On December 28, 1995, at 1758 eastern standard time, a Cessna 210, N450EM, exited the right side of runway 33R during the landing roll and came to rest in a ditch at Baltimore-Washington International airport (BWI), in Baltimore, Maryland. The certificated private pilot and the two passengers reported no injuries. The aircraft sustained substantial damage. Visual meteorological conditions prevailed for the flight that originated in Caldwell, New Jersey, at about 1700 eastern standard time. The flight was operated under 14 CFR 91, no flight plan was filed. Use your browsers 'back' function to return to synopsisReturn to Query Page
The pilot reported that he landed on the main landing gear, then the nose gear. The pilot stated he then heard a thud, felt the aircraft shudder, swerve left, and then exit the runway on the right side. A captain of the BWI Fire Department stated that when he arrived on the scene the nose gear appeared to be down and locked and that both main landing gear "...were in the well." The captain further stated that when the aircraft was raised to be placed on a dolly the right main landing gear kept flopping out but that the left main landing gear remained in the well. The pilot reported no mechanical problems with the aircraft prior to the accident.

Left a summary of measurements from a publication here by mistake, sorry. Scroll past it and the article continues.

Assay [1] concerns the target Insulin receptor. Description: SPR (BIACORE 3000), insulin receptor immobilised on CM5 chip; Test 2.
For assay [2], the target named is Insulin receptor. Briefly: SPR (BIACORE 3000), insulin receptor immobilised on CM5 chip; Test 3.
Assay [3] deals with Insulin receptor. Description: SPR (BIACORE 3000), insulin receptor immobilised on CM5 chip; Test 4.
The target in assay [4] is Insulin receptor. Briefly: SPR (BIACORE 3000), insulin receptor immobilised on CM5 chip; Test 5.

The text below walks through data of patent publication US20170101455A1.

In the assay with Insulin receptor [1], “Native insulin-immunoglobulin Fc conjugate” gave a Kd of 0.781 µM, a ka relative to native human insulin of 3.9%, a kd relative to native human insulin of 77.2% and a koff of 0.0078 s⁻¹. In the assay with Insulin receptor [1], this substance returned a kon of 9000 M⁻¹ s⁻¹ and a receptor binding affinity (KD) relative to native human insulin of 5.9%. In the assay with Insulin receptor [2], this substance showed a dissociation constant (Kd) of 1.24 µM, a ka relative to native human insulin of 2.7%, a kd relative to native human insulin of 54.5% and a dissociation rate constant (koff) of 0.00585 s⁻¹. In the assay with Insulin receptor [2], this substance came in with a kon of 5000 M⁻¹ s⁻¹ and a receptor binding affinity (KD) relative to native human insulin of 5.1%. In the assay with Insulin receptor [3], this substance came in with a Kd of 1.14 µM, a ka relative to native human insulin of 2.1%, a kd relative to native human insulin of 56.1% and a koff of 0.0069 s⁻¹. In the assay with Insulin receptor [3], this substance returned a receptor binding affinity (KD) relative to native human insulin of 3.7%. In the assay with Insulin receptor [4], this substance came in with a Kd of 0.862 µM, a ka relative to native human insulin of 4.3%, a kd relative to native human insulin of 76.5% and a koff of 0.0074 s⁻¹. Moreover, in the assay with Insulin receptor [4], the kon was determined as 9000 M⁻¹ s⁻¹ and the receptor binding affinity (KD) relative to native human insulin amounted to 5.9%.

The passenger in the right front seat of the aircraft reported that he heard a steady "...beep...beep...beep..." throughout the approach and "...until we landed." The front seat passenger described the landing as "very smooth." He stated that the aircraft touched down "tail first with the propeller touching very soon after. We went up in the air for a little while then came back down. We slid for only a few yards after that. I didn't know we crash landed until I saw the propeller tips bent back." Cessna Airplane Company personnel reported that the aural landing gear warning is an intermittent horn, which sounds when the airplane is operated with the master switch on, the throttle closed, and the landing gear is not extended.
Federal Aviation Administration (FAA) and National Transportation Safety Board (NTSB) personnel participated in the postaccident examination of the aircraft. Inspection and functional tests of the landing gear system revealed that the landing gear was in good working condition and showed no evidence of foreign object damage. The landing gear moved smoothly through the full range of travel and locked fully in both the retracted and the landing configuration. Additionally, the gear was extended by the emergency extension hand pump with no problems noted.